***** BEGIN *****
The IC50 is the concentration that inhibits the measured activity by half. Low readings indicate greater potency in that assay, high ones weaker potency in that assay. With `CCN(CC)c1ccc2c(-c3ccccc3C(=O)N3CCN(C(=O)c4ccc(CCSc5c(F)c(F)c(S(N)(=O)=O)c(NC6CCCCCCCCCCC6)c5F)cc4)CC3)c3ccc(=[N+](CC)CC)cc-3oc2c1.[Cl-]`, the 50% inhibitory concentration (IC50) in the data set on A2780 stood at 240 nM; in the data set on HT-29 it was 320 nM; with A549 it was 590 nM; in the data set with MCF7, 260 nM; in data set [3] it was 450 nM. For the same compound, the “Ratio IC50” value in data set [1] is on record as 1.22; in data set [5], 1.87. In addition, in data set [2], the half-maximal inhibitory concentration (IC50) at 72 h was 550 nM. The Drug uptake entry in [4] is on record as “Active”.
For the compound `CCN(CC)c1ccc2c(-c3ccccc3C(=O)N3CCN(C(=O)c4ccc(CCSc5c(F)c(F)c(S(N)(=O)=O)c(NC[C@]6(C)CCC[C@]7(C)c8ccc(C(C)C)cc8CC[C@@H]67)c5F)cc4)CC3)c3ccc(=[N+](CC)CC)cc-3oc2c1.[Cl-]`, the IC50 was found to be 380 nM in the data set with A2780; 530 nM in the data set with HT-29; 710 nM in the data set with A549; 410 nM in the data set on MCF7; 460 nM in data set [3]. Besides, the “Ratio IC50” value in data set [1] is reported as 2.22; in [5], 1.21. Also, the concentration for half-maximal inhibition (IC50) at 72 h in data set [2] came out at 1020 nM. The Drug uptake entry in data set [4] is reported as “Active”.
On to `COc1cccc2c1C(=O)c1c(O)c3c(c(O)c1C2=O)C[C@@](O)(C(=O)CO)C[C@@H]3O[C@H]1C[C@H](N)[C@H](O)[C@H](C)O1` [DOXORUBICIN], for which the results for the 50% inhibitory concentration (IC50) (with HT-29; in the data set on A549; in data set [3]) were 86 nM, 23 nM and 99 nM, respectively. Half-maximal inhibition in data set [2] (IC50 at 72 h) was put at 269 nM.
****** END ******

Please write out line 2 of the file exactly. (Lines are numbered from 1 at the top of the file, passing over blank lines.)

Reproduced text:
For the compound `CCN(CC)c1ccc2c(-c3ccccc3C(=O)N3CCN(C(=O)c4ccc(CCSc5c(F)c(F)c(S(N)(=O)=O)c(NC[C@]6(C)CCC[C@]7(C)c8ccc(C(C)C)cc8CC[C@@H]67)c5F)cc4)CC3)c3ccc(=[N+](CC)CC)cc-3oc2c1.[Cl-]`, the IC50 was found to be 380 nM in the data set with A2780; 530 nM in the data set with HT-29; 710 nM in the data set with A549; 410 nM in the data set on MCF7; 460 nM in data set [3]. Besides, the “Ratio IC50” value in data set [1] is reported as 2.22; in [5], 1.21. Also, the concentration for half-maximal inhibition (IC50) at 72 h in data set [2] came out at 1020 nM. The Drug uptake entry in data set [4] is reported as “Active”.